4 November 1999 Application of a mercury cadmium telluride focal plane array to semiconductor device manufacturing and reliability
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Proceedings Volume 3898, Photonic Systems and Applications in Defense and Manufacturing; (1999) https://doi.org/10.1117/12.368496
Event: International Symposium on Photonics and Applications, 1999, Singapore, Singapore
Abstract
A mercury cadmium telluride (MCT) focal plane array has been sued to build a combined visible light and IR photoemission microscope with sensitivity up to 500 times better than conventional PEMs, which are based on either intensified or cooled CCDs. PEMs are widely used for integrated circuit failure analysis and in yield enhancement programs; they detect and identify failure sites by the low levels of light emitted from the semiconductor. An MCT based PEM operating in the wavelength range 800 nm to 2500 nm offers several advantages over systems operating in the visible part of the spectrum. Beyond 1000 nm, band gap emission is imaged directly from forward biased p-n junctions and this part of the spectrum includes the regions of most intense emission from avalanche breakdown and hot carrier defects. Beyond 1000 nm most silicon is effectively transparent and this offers significant advantages for backside failure analysis, especially for flip chip devices. Thermal emission is detected from ares approximately 1 degree C above ambient so failure mechanism not usually amenable to analysis by PEM can be located.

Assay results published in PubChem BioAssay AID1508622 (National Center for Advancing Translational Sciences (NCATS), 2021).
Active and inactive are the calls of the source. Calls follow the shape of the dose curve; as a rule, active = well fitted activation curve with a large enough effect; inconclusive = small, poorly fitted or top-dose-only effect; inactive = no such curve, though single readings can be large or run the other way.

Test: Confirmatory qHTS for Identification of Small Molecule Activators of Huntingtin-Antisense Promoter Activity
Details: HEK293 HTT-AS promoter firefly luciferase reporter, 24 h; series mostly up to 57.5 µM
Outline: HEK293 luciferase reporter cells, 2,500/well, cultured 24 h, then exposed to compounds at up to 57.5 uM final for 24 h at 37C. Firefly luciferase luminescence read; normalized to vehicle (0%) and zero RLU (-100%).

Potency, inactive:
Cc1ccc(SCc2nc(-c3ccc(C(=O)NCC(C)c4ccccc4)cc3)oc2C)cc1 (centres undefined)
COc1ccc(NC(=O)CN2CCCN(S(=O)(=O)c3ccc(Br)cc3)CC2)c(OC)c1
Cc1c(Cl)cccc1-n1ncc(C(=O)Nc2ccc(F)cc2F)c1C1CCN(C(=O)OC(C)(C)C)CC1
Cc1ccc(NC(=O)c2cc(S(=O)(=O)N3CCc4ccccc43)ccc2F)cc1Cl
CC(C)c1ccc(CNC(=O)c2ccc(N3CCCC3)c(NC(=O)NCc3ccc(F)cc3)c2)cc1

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Alastair Trigg, "Application of a mercury cadmium telluride focal plane array to semiconductor device manufacturing and reliability", Proc. SPIE 3898, Photonic Systems and Applications in Defense and Manufacturing, (4 November 1999); doi: 10.1117/12.368496; https://doi.org/10.1117/12.368496
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